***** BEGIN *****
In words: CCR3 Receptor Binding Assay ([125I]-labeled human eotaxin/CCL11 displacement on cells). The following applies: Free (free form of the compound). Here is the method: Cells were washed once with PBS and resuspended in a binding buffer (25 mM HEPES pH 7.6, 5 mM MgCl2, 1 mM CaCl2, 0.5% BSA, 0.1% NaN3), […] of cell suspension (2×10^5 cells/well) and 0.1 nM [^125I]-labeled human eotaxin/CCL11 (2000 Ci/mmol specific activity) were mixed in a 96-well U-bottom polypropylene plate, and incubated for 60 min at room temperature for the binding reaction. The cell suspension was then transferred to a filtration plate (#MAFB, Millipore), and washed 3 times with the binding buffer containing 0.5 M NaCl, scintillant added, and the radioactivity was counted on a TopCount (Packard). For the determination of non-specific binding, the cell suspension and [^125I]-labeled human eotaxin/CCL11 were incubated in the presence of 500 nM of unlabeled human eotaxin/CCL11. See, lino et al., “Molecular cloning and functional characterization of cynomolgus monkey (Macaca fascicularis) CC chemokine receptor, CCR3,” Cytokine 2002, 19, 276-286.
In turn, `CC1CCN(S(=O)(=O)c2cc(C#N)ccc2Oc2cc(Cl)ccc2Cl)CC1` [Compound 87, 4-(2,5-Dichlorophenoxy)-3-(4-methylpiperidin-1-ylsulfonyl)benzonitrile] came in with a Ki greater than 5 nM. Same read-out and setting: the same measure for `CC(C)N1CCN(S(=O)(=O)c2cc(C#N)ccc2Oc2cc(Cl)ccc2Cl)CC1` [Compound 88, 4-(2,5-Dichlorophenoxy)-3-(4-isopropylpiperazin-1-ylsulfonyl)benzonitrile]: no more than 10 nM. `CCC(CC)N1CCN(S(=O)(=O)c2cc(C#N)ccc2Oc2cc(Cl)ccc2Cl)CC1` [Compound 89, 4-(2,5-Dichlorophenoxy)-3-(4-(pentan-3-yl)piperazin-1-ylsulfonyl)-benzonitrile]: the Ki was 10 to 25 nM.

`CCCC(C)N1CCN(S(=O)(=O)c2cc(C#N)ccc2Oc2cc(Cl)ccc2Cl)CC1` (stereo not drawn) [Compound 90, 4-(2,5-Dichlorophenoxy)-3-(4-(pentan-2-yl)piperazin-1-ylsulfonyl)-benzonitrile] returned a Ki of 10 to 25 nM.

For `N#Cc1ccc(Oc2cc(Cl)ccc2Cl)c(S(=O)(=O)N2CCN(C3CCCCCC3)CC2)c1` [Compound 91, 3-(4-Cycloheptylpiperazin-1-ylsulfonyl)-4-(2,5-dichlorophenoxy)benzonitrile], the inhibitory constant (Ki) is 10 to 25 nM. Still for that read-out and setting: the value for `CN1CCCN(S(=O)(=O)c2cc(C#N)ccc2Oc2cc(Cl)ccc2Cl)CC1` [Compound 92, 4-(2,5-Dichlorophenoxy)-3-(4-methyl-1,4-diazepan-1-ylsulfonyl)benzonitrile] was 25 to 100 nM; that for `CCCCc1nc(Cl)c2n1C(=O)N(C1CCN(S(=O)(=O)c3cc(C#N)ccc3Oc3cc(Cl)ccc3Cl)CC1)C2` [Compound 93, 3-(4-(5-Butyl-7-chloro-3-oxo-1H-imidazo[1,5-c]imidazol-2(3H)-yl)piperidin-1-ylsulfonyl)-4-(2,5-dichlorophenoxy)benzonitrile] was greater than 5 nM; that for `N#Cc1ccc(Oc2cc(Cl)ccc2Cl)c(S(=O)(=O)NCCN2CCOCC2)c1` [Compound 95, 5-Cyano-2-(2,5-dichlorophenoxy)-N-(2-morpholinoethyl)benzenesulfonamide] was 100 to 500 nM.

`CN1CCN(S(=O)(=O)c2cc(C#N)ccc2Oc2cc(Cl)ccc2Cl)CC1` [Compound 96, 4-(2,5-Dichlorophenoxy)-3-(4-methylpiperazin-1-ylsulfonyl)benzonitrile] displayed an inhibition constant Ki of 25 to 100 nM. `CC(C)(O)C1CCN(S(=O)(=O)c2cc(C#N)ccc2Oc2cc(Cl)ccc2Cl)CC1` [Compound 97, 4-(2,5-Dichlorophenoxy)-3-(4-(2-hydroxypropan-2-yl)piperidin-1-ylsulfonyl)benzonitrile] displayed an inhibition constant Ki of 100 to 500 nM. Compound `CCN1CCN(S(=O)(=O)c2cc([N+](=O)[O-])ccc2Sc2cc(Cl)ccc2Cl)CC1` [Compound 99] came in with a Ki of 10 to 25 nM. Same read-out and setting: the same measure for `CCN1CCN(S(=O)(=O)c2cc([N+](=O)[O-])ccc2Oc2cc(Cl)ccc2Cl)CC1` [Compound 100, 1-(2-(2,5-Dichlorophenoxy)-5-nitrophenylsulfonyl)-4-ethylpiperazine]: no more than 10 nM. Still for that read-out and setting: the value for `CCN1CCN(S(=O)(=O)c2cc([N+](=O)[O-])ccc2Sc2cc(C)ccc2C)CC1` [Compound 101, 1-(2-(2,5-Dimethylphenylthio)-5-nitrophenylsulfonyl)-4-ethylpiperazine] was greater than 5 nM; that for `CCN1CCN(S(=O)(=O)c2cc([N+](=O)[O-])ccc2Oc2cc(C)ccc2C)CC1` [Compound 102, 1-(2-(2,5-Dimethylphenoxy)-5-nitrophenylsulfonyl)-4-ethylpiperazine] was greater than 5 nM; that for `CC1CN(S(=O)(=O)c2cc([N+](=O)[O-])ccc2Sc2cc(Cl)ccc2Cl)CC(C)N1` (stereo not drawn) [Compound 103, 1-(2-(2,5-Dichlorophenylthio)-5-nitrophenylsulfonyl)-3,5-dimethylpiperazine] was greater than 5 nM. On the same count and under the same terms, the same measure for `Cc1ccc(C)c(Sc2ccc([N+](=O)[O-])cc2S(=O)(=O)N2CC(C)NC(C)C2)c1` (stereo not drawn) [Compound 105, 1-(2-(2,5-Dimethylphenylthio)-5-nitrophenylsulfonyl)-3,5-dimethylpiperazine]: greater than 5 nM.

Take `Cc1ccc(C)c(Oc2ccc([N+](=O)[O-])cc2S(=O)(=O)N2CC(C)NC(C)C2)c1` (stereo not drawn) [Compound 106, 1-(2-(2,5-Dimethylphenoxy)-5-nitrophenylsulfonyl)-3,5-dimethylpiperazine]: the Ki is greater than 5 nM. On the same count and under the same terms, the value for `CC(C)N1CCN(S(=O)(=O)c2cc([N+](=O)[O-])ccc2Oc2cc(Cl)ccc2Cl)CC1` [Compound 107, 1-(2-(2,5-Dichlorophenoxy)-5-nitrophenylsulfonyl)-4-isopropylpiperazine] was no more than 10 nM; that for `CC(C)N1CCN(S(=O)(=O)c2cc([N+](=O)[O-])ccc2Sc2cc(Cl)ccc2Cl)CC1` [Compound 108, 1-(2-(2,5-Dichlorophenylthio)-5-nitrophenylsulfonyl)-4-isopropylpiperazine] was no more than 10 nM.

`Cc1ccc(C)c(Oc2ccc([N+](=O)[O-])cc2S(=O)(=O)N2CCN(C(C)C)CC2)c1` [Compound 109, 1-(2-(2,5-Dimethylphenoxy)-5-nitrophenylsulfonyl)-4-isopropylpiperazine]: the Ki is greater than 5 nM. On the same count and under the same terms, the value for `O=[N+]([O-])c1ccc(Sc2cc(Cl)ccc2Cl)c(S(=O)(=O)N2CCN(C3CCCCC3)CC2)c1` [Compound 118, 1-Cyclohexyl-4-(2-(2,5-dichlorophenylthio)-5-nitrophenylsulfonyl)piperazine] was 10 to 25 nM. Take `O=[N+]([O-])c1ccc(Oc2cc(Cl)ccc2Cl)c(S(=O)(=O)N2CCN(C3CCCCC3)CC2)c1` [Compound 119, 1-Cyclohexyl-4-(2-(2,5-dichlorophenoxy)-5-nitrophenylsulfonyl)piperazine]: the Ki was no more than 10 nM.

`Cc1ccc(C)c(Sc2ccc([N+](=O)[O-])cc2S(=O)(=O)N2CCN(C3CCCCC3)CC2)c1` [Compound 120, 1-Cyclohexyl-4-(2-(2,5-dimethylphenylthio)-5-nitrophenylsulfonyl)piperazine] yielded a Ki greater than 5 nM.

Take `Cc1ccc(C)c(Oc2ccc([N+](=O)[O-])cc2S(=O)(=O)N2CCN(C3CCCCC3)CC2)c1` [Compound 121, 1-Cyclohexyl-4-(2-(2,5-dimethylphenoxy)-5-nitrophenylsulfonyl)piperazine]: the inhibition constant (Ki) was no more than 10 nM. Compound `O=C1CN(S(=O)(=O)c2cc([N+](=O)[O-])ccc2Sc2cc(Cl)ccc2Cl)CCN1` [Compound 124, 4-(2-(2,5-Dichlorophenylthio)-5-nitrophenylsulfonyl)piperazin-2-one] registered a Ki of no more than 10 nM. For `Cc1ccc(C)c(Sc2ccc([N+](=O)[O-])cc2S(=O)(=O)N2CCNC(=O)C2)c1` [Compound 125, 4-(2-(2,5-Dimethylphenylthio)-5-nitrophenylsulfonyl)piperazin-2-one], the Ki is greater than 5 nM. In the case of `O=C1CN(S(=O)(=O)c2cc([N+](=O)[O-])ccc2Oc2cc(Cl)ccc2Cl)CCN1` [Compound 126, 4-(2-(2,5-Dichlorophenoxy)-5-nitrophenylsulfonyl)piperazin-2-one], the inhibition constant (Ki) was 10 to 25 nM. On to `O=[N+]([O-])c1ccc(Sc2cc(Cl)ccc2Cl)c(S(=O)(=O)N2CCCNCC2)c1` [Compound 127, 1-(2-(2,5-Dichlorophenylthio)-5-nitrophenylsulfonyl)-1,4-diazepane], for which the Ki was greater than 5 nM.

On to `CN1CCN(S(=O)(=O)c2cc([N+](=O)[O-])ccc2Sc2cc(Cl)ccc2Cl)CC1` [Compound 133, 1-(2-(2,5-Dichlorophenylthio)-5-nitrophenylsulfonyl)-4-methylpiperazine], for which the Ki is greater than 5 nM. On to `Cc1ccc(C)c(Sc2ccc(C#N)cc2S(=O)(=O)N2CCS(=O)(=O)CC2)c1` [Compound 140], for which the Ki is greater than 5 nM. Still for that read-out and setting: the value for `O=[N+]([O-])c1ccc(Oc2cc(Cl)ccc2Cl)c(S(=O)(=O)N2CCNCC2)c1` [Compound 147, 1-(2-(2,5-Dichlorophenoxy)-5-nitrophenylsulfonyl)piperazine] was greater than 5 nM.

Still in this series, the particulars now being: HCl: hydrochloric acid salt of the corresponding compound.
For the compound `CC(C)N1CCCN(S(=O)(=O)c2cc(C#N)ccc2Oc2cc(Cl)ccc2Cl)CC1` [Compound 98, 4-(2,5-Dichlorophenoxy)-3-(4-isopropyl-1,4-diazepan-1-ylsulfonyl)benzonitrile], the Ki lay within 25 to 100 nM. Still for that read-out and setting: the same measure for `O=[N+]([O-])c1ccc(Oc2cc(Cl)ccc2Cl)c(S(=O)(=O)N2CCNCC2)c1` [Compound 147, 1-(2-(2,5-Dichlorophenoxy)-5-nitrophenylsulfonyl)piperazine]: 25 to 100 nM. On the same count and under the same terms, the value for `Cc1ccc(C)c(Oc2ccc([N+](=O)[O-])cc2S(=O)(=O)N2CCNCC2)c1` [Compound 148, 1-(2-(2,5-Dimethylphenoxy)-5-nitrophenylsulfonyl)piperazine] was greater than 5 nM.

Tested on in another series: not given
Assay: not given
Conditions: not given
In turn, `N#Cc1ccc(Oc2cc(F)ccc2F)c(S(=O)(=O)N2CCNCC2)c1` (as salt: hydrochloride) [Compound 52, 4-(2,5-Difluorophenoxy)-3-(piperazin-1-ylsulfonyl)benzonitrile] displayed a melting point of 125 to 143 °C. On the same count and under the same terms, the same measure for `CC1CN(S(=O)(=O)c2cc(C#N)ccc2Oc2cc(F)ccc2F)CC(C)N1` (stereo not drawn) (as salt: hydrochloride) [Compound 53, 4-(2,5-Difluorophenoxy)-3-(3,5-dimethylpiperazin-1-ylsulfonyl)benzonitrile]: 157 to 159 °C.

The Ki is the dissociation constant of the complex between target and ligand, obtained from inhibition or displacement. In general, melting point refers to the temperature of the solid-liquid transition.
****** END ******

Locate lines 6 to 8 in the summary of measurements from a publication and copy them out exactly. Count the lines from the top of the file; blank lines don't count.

Take `Cc1ccc(C)c(Oc2ccc([N+](=O)[O-])cc2S(=O)(=O)N2CC(C)NC(C)C2)c1` (stereo not drawn) [Compound 106, 1-(2-(2,5-Dimethylphenoxy)-5-nitrophenylsulfonyl)-3,5-dimethylpiperazine]: the Ki is greater than 5 nM. On the same count and under the same terms, the value for `CC(C)N1CCN(S(=O)(=O)c2cc([N+](=O)[O-])ccc2Oc2cc(Cl)ccc2Cl)CC1` [Compound 107, 1-(2-(2,5-Dichlorophenoxy)-5-nitrophenylsulfonyl)-4-isopropylpiperazine] was no more than 10 nM; that for `CC(C)N1CCN(S(=O)(=O)c2cc([N+](=O)[O-])ccc2Sc2cc(Cl)ccc2Cl)CC1` [Compound 108, 1-(2-(2,5-Dichlorophenylthio)-5-nitrophenylsulfonyl)-4-isopropylpiperazine] was no more than 10 nM.

`Cc1ccc(C)c(Oc2ccc([N+](=O)[O-])cc2S(=O)(=O)N2CCN(C(C)C)CC2)c1` [Compound 109, 1-(2-(2,5-Dimethylphenoxy)-5-nitrophenylsulfonyl)-4-isopropylpiperazine]: the Ki is greater than 5 nM. On the same count and under the same terms, the value for `O=[N+]([O-])c1ccc(Sc2cc(Cl)ccc2Cl)c(S(=O)(=O)N2CCN(C3CCCCC3)CC2)c1` [Compound 118, 1-Cyclohexyl-4-(2-(2,5-dichlorophenylthio)-5-nitrophenylsulfonyl)piperazine] was 10 to 25 nM. Take `O=[N+]([O-])c1ccc(Oc2cc(Cl)ccc2Cl)c(S(=O)(=O)N2CCN(C3CCCCC3)CC2)c1` [Compound 119, 1-Cyclohexyl-4-(2-(2,5-dichlorophenoxy)-5-nitrophenylsulfonyl)piperazine]: the Ki was no more than 10 nM.

`Cc1ccc(C)c(Sc2ccc([N+](=O)[O-])cc2S(=O)(=O)N2CCN(C3CCCCC3)CC2)c1` [Compound 120, 1-Cyclohexyl-4-(2-(2,5-dimethylphenylthio)-5-nitrophenylsulfonyl)piperazine] yielded a Ki greater than 5 nM.